2. Optimizing the air quality in our home and work environments can be a very effective preventive strategy. Central air filters and register filters are available at a variety of prices. Dust covers for mattress and pillows can be very effective. Forced air heat systems dehydrate the air. The dry air causes injury to our mucous membranes and makes us more vulnerable to infection. An optimal humidity level is 45%. This can be measured with a hygrometer. Air humidity can be controlled with central humidifiers and room humidifiers. Humidifiers can be a source of “white dust,” bacteria and mold products. Special attention should be given to the purchase of products that do not create these problems.
    3. Animal dander is a common cause of persistent upper respiratory problems. In patients with severe problems we advise removing the animals from the home. At the very least, keep them out of the bedroom. This is where a HEPA filter is valuable.
    4. Mold is often a culprit for people with recurrent upper respiratory problems. The mold issue is complex in that mold exposure can occur from molds in the environment or mold in or on the body. Mold sensitivity can cause a multitude of symptoms including respiratory symptoms. A patient history that would lead to consideration of Mold Allergy/Sensitivity includes:
      • A past exposure to a moldy environment
      • Current exposure to a house or work place where there is water damage or dampness as shown by mold growing on a visible or hidden surface.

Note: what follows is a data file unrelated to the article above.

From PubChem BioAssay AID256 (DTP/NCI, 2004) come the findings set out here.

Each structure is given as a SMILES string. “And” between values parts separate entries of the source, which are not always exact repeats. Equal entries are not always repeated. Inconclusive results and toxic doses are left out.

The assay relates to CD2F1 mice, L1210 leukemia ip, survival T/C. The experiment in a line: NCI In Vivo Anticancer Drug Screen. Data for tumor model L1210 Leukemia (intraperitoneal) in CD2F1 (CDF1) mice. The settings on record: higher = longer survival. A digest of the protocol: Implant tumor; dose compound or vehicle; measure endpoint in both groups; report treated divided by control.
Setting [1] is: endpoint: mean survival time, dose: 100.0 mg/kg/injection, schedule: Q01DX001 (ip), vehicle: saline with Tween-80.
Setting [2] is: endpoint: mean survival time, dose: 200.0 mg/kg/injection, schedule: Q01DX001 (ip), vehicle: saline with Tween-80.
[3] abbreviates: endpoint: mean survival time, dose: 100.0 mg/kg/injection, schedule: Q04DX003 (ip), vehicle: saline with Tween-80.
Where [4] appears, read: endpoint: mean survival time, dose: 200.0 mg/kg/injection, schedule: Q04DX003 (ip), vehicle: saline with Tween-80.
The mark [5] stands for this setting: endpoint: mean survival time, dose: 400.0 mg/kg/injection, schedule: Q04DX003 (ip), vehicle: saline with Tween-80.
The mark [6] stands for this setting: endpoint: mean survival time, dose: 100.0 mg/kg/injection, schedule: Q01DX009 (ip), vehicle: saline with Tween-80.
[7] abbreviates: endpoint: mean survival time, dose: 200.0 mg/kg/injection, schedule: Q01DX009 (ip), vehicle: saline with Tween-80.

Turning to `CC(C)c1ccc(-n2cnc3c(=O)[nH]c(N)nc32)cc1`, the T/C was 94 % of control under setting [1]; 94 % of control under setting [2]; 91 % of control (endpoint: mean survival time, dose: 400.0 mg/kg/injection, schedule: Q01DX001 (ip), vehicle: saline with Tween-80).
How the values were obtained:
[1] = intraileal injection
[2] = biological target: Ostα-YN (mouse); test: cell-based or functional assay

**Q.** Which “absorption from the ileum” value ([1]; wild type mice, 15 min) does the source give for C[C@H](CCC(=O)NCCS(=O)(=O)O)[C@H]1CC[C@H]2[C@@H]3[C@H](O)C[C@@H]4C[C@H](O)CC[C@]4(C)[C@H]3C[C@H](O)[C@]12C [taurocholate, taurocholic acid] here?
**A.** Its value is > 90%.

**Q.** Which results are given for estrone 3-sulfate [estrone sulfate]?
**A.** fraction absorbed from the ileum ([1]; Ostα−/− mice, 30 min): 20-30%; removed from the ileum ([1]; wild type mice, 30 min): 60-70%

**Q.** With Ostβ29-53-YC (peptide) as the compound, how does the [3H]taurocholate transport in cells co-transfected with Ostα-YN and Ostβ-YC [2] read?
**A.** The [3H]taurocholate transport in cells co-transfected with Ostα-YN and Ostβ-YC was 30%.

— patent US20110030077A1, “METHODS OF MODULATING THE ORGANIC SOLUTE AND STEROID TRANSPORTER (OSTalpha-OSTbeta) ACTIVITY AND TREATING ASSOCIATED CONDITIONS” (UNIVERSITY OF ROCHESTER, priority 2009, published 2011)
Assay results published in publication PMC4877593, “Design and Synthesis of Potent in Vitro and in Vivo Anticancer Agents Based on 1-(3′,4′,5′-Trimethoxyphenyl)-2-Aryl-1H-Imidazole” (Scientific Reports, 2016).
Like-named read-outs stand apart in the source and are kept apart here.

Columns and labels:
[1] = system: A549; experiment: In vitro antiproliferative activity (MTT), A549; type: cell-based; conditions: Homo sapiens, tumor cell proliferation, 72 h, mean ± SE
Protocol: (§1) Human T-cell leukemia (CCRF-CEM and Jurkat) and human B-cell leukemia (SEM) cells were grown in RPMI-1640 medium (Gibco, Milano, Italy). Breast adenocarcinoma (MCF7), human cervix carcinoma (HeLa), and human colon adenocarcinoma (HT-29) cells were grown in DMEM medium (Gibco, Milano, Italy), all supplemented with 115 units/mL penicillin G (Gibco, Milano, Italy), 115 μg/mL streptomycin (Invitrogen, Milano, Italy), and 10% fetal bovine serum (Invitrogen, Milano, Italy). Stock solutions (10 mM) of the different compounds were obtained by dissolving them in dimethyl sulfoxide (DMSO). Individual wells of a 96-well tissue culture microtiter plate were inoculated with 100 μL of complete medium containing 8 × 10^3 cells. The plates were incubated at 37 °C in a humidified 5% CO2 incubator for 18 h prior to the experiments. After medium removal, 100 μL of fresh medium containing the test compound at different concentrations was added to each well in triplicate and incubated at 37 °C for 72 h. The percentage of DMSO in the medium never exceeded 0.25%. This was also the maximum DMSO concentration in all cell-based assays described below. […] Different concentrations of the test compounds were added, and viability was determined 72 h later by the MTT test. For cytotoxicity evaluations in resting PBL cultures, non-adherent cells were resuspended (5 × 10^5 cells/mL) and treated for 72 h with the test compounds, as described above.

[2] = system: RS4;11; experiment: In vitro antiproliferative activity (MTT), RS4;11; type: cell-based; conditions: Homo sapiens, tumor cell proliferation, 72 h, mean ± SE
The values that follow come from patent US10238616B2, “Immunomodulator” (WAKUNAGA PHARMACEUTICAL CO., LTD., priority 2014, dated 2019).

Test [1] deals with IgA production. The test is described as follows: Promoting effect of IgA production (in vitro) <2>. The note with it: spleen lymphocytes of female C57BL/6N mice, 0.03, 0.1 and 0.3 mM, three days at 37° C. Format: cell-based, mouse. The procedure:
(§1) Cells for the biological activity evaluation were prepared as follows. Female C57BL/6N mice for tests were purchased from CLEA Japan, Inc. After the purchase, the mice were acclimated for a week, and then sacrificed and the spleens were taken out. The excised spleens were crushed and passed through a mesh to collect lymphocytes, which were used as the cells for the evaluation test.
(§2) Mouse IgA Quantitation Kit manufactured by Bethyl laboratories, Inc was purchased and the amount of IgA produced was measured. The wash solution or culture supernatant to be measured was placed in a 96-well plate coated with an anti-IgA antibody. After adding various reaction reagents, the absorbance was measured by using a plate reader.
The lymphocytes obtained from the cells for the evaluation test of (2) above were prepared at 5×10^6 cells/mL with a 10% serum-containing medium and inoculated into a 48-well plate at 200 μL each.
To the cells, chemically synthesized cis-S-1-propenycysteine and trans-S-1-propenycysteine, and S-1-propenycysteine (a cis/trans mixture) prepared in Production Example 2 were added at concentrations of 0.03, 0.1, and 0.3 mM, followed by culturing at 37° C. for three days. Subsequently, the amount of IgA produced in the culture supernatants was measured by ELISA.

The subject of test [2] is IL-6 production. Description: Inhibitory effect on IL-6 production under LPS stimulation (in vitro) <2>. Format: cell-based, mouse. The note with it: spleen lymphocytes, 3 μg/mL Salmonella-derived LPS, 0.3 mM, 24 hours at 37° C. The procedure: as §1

• Sensitivity to petrochemicals
      • A history of antibiotic use
      • Excess intake of vinegar
      • Recurring vaginal yeast infections
      • Recurring or persistent skin infections with fungi
      • Onychomycosis or fungus infection of the toe nails
      • Dyshidrosis is a skin condition characterized by tiny blisters on the hands or feet that are itchy.
      • Nummular eczema is a skin condition characterized by round, red or pink, pruritic skin lesions on the torso or extremities. No mold is present in the actual rash; however, it is often a sign of mold irritation from elsewhere in the body or environment.

Strategies that deal with Mold Allergy/Sensitivity include:

      • Environmental mitigation. This means reducing the burden of exposure.
      • Dietary avoidance of foods that contain molds or mold by-products and foods that encourage mold growth (concentrated sweets and starches and vinegar rich foods)
      • Desensitization is the process of reducing the immune hyper-reactivity through exposure to the irritating product in graduated amounts. This can be done through the classical allergy shots. In the field of complimentary/alternative medicine it can be done through sub-lingual desensitization techniques.
  1. Strategies that increase resistance to infection: